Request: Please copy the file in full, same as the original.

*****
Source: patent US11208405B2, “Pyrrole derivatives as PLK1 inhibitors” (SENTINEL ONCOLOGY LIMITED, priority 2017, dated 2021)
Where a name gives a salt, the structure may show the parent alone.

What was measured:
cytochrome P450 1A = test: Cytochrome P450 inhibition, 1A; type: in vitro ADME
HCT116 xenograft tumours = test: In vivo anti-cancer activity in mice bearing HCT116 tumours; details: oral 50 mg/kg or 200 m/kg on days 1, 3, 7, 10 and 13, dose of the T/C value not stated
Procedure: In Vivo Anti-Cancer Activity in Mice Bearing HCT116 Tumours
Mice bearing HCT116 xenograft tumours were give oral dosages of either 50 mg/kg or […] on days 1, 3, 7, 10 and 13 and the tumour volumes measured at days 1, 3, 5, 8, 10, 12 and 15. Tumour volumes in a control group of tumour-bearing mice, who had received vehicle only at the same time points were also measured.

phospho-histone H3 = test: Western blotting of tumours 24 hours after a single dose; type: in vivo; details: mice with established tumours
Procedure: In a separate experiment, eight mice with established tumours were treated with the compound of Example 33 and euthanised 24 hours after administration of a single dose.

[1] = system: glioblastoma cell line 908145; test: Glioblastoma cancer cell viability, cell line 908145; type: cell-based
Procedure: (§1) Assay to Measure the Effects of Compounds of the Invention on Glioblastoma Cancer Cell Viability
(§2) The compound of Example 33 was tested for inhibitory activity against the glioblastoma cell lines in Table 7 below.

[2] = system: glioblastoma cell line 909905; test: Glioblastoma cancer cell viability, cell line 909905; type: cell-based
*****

Source: patent US11208405B2, “Pyrrole derivatives as PLK1 inhibitors” (SENTINEL ONCOLOGY LIMITED, priority 2017, dated 2021)
Where a name gives a salt, the structure may show the parent alone.

What was measured:
cytochrome P450 1A = test: Cytochrome P450 inhibition, 1A; type: in vitro ADME
HCT116 xenograft tumours = test: In vivo anti-cancer activity in mice bearing HCT116 tumours; details: oral 50 mg/kg or 200 m/kg on days 1, 3, 7, 10 and 13, dose of the T/C value not stated
Procedure: In Vivo Anti-Cancer Activity in Mice Bearing HCT116 Tumours
Mice bearing HCT116 xenograft tumours were give oral dosages of either 50 mg/kg or […] on days 1, 3, 7, 10 and 13 and the tumour volumes measured at days 1, 3, 5, 8, 10, 12 and 15. Tumour volumes in a control group of tumour-bearing mice, who had received vehicle only at the same time points were also measured.

phospho-histone H3 = test: Western blotting of tumours 24 hours after a single dose; type: in vivo; details: mice with established tumours
Procedure: In a separate experiment, eight mice with established tumours were treated with the compound of Example 33 and euthanised 24 hours after administration of a single dose.

[1] = system: glioblastoma cell line 908145; test: Glioblastoma cancer cell viability, cell line 908145; type: cell-based
Procedure: (§1) Assay to Measure the Effects of Compounds of the Invention on Glioblastoma Cancer Cell Viability
(§2) The compound of Example 33 was tested for inhibitory activity against the glioblastoma cell lines in Table 7 below.

[2] = system: glioblastoma cell line 909905; test: Glioblastoma cancer cell viability, cell line 909905; type: cell-based